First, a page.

How to Eat Rhubarb

Updated February 21, 2017

Rhubarb is a tart and sour vegetable that resembles celery. The perennial plant grows best in cooler climates and is best harvested in early summer when the stalks are fully formed and red. Rhubarb has long been considered a super food and has been used in the past as a laxative and a treatment for hot flashes. Rhubarb has a lot of uses and is a very healthy addition to any diet.

Pick rhubarb from the garden and munch it, immediately after washing, with a little bit of salt.

Use rhubarb to make rhubarb jam. The tart, sour taste mixed with sugar has a nice sweet and sour flavor on bread and toast.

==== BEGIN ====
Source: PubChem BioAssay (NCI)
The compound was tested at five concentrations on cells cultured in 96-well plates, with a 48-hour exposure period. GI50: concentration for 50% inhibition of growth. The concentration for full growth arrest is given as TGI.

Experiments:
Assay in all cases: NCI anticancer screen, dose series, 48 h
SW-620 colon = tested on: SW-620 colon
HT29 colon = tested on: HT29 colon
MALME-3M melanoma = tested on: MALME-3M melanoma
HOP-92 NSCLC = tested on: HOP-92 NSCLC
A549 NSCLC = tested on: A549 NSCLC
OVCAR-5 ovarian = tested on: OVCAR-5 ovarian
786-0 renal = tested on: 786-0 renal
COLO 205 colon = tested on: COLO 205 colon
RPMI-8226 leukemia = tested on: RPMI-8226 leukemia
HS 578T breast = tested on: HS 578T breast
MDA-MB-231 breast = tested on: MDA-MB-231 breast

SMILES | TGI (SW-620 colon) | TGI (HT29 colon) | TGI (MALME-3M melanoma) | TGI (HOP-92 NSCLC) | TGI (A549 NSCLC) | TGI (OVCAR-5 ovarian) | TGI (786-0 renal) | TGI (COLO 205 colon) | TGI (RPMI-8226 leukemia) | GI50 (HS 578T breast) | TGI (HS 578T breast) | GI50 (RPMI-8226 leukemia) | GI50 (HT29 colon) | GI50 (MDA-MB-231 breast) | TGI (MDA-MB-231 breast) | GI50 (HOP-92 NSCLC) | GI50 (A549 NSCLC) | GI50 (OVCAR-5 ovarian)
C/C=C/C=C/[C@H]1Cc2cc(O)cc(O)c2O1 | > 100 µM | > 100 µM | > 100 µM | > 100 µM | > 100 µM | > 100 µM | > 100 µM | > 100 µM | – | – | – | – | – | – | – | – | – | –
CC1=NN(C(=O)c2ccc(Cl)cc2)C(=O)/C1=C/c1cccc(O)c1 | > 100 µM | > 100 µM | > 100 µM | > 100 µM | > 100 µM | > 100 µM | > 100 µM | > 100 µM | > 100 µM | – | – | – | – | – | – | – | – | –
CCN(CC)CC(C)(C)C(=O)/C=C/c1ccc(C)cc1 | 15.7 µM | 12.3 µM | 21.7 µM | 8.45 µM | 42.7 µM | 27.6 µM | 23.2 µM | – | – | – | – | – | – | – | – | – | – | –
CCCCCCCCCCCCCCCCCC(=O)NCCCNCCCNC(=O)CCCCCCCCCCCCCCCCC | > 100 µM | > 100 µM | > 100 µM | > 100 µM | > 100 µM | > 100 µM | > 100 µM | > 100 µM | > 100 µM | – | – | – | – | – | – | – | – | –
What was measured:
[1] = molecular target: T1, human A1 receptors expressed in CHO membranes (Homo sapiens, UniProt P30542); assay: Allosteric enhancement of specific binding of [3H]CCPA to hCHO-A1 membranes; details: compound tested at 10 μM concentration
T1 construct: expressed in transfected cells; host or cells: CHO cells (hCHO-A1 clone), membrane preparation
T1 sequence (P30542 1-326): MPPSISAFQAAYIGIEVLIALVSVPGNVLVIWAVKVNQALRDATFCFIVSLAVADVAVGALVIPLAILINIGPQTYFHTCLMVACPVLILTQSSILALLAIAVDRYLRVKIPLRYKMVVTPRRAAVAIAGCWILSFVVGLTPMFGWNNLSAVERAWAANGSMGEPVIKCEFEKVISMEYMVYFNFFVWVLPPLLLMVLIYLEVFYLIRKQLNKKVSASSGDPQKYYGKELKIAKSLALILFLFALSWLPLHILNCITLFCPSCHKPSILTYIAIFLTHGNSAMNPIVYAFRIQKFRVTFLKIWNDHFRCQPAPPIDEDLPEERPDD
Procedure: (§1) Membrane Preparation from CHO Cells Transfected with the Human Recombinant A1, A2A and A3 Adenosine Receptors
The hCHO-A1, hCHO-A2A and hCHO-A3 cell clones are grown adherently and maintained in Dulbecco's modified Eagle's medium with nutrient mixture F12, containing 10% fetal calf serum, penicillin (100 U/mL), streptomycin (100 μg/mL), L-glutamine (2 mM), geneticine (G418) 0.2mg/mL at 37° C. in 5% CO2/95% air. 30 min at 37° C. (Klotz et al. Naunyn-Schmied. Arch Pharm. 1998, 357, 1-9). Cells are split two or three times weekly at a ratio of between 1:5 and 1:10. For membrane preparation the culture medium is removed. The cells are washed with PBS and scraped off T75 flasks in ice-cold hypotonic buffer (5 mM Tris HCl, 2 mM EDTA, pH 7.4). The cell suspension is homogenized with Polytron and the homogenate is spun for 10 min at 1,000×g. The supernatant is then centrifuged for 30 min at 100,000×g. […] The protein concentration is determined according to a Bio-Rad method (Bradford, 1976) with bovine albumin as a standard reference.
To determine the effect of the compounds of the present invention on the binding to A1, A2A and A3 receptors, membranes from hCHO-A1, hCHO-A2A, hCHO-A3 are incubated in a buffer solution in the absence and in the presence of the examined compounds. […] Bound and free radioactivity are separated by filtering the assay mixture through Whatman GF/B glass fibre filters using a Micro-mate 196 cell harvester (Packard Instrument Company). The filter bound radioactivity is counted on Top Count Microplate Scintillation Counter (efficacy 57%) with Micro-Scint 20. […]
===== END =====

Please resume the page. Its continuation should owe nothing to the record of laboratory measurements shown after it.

Combine rhubarb with strawberries for Strawberry Rhubarb Pie and Jam. This combination brings out the best of both ingredients.

Cook rhubarb into a relish to serve as a delicious side dish.

Make rhubarb bread with whole wheat flour to give more fiber to your diet. Rhubarb bread can be made using any good banana bread recipe and substituting rhubarb for the bananas. The tartness of the rhubarb may require adding a bit more sugar to the recipe.

Mix rhubarb with sugar and flour to make a delicious Rhubarb Pie. Use a standard pie recipe and pastry for a two-crust pie.

Serve Rhubarb Crisp over vanilla ice cream as a flavorful dessert. Rhubarb can be substituted in any fruit crisp or cobbler recipe.


If you've never tasted this lively treat from the garden, look for rhubarb in the produce section of your grocery store. It's kind of expensive per pound, so try throwing some rhubarb seeds out in your yard for your own harvest.

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